On the same day, 28 people were killed and 65 wounded in a suicide bombing near an imambargah (mosque) in Quetta, 17 people were killed and 46 wounded in a car bomb attack on a Frontier Corps (FC) convoy in Badaber in the outskirts of Peshawar, and eight people were killed and 12 wounded in bomb attacks in South Waziristan. If the count of those killed and wounded is totted up, the day could rightly be termed Bloody Sunday. The suicide bombing attack in Quetta was aimed at the imambargah in congested Hazara Town, where massive bombings killed more than 200 people earlier this year. Prayers had just finished in the imambargah, and had the suicide bomber succeeded in reaching it, the toll would almost certainly have been higher. Fortunately (if one can use that word for an incident that nevertheless killed and injured so many), the attacker was stopped at a checkpoint set up by local volunteers and blew himself up some 50 yards from the imambargah. It is inexplicable why, when the area in question and the Hazara community in particular had been the target of horrendous bombings a few months ago, the security forces were not manning checkpoints instead of local community volunteers (many of whom must be amongst the dead and wounded as a result). This ‘lapse’ is likely to resurrect the Baloch nationalists’ contention that the security forces are concentrating on Baloch dissidents, attempting to quell the trouble through their ‘kill and dump’ policy, while turning a ‘blind eye’ to the activities of terrorists such as the Lashkar-e-Jhangvi (LeJ), which took responsibility for the attacks earlier this year. If the security forces wish to avoid such odious accusations, they should ensure the LeJ and other terrorist outfits in Balochistan are taken out and the kill and dump policy is at least put on hold if not abandoned to give peace a chance in the troubled province. In the Badaber bombing, although the target was a FC convoy, most of the victims were innocent people since the car bomb was parked in a busy market and detonated by remote control. Security forces sources said this attack may have been a response to the security sweeps carried out in the area in recent days. In two separate attacks, four members of a peace committee and four soldiers were killed and at least 12 people injured in the Wana/Miramshah area of South Waziristan.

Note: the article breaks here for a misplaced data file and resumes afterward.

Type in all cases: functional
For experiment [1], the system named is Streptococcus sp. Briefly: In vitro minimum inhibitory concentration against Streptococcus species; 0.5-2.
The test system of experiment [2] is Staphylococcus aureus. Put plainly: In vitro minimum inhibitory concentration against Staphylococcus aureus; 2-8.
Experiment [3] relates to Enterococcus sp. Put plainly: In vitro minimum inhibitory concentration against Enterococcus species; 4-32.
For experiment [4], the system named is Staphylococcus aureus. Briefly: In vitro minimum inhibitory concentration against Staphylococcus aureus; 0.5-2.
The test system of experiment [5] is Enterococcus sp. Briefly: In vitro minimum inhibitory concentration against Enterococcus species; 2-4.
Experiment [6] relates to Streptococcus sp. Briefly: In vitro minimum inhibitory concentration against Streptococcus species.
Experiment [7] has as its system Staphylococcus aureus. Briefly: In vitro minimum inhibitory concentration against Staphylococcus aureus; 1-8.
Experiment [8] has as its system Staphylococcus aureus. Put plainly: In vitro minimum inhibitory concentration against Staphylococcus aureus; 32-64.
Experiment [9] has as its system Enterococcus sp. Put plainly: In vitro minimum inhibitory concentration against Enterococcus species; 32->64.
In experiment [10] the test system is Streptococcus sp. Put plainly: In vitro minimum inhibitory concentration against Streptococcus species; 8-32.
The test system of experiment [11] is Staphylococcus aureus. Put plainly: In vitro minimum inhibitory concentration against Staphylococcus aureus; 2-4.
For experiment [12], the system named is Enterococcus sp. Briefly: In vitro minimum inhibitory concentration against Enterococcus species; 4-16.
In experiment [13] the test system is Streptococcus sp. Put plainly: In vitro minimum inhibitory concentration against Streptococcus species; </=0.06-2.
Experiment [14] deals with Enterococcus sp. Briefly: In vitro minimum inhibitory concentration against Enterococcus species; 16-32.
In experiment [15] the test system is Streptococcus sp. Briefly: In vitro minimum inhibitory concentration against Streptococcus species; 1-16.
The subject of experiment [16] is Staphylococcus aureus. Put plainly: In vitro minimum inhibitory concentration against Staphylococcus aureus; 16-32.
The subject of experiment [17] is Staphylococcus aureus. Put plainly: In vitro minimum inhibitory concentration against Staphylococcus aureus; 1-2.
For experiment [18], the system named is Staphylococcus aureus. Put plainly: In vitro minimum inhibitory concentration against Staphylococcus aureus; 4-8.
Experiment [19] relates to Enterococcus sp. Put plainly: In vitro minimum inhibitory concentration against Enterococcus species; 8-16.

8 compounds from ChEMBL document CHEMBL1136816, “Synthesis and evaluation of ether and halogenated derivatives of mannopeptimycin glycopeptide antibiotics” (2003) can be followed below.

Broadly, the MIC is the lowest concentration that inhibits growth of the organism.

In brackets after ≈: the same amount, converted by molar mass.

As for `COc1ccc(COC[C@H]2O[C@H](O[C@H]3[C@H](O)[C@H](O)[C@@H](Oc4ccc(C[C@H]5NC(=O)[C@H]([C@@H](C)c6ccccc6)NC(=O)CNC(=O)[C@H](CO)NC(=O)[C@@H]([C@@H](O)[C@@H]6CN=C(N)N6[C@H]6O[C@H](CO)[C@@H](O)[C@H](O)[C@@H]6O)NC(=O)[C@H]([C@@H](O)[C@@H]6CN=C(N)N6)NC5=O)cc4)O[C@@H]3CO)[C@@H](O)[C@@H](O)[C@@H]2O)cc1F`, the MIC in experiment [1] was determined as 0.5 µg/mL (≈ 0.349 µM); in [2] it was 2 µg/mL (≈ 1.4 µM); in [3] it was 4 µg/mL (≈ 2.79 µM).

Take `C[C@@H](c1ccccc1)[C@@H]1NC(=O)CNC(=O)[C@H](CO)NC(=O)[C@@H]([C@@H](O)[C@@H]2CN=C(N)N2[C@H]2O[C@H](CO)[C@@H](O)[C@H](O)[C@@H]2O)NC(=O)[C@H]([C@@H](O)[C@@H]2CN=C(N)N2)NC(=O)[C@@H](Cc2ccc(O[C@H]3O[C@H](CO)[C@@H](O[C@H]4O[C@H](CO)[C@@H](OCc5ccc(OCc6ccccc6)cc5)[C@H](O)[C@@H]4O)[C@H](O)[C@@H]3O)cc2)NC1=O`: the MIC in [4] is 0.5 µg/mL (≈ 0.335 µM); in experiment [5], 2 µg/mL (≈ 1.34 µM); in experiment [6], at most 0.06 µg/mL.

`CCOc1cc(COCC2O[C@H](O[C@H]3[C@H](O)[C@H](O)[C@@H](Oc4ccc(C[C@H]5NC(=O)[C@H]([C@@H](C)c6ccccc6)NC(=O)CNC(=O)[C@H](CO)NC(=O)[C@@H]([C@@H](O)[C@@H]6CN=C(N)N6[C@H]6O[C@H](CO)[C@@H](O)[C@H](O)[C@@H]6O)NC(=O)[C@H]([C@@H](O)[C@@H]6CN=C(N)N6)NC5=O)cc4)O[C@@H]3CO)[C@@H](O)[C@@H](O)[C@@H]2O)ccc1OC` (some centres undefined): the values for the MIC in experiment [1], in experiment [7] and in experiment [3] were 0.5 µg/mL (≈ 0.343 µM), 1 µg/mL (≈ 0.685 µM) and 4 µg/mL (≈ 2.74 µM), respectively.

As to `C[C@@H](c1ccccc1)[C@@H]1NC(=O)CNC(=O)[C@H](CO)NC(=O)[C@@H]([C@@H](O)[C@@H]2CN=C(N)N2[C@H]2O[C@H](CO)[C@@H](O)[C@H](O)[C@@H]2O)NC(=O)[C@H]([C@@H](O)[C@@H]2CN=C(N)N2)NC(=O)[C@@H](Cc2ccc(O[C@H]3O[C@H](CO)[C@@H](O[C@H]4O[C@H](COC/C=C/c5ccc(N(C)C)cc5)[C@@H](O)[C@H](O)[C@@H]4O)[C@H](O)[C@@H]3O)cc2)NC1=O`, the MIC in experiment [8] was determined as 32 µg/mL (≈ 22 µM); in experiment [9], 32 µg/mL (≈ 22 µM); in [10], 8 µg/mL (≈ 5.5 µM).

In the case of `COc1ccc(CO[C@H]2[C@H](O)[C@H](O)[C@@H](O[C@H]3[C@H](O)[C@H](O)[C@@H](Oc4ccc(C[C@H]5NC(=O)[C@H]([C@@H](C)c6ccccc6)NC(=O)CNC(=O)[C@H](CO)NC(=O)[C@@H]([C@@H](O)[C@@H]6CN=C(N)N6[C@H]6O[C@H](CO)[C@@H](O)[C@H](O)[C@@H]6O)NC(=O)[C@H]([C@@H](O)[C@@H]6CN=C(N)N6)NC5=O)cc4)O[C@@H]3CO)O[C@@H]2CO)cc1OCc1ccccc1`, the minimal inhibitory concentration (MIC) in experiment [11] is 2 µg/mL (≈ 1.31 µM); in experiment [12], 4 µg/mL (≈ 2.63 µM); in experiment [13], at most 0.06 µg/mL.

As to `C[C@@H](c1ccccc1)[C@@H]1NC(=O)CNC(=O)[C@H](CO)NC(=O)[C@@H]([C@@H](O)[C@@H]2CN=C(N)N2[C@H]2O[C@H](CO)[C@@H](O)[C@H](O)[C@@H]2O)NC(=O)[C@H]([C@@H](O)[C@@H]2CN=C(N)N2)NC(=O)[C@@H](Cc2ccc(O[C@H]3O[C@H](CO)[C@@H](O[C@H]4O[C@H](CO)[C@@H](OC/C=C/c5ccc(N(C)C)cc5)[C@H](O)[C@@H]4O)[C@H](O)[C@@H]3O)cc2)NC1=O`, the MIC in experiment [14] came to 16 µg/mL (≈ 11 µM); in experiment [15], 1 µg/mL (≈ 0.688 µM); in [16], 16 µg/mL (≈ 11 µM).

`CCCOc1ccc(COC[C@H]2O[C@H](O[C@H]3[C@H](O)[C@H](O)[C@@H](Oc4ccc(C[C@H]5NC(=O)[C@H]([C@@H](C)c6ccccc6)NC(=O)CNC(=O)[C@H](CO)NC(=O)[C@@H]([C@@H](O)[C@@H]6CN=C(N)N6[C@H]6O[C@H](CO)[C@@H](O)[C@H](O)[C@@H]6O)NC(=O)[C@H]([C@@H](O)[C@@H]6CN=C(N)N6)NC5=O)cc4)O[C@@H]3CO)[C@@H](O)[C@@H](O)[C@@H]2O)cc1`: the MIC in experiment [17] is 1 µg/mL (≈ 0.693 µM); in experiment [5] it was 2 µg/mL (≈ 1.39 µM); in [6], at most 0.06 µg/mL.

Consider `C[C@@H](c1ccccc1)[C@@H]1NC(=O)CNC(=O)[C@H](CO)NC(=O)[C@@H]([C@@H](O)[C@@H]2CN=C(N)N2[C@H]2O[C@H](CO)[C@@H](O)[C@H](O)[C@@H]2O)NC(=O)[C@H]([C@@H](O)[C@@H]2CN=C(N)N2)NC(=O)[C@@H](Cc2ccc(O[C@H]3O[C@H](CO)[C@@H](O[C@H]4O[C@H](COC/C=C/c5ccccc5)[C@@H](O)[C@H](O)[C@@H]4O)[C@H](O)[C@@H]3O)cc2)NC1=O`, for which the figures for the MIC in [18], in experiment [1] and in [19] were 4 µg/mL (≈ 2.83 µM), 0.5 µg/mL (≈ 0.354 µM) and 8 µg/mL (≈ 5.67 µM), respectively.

This toll of human lives in one day in the troubled western borderlands adjoining Afghanistan serves to focus minds on the impending withdrawal of foreign troops and the efforts to get some sort of political settlement in Afghanistan before that withdrawal. Visiting British Prime Minister (PM) David Cameron in a joint press conference with PM Nawaz Sharif in Islamabad on Sunday put what he thought was needed unequivocally: “…a tough and uncompromising security response…” to terrorism. He added that such a response must be accompanied by investment in education and tackling poverty. Cameron went on to describe the situation because of terrorism as a common threat and huge global challenge. As part of the strategic dialogue with Pakistan, the British PM has promised help in providing technical support for the new counter-terrorism policy being contemplated by Nawaz Sharif’s government along with equipment to deal with improvised explosive devices, the weapon of choice of the terrorists. He has also extended help to Pakistan in ensuring the security of infrastructure and sharing expertise on safeguarding sporting events. Nawaz Sharif on the other hand, while condemning the bombing attacks, expressed his government’s resolve to conduct the struggle against terrorism until it was overcome. He also reiterated his government’s commitment to a peace deal in Afghanistan, a precarious process that was almost stillborn after the Taliban opened their office in Doha. Peace in Afghanistan, as both PMs reiterated, is crucial for Pakistan, which has lost over 40,000 people killed since 2004, 2,500 of them in this year alone (signifying an intensification of the terrorists’ campaign), and suffered estimated losses of $ 60 billion to the economy. The new counter-terrorism policy of the PML-N government is anxiously awaited, not the least because of the happenings on Bloody Sunday. (Courtesy :Daily Times)